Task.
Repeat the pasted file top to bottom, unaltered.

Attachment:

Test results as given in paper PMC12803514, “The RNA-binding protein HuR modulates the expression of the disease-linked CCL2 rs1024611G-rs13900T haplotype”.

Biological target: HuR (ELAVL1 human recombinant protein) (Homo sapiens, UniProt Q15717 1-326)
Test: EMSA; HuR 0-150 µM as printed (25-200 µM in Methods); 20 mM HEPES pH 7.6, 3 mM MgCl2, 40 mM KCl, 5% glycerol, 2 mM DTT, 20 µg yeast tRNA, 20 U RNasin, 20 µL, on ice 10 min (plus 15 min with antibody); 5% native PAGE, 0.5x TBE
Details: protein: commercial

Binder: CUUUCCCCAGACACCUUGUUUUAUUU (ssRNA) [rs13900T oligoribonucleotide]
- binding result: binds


Test results as given in paper PMC12803514, “The RNA-binding protein HuR modulates the expression of the disease-linked CCL2 rs1024611G-rs13900T haplotype”.

Biological target: HuR (ELAVL1 human recombinant protein) (Homo sapiens, UniProt Q15717 1-326)
Test: EMSA; HuR 0-150 µM as printed (25-200 µM in Methods); 20 mM HEPES pH 7.6, 3 mM MgCl2, 40 mM KCl, 5% glycerol, 2 mM DTT, 20 µg yeast tRNA, 20 U RNasin, 20 µL, on ice 10 min (plus 15 min with antibody); 5% native PAGE, 0.5x TBE
Details: protein: commercial

Binder: CUUUCCCCAGACACCUUGUUUUAUUU (ssRNA) [rs13900T oligoribonucleotide]
- binding result: binds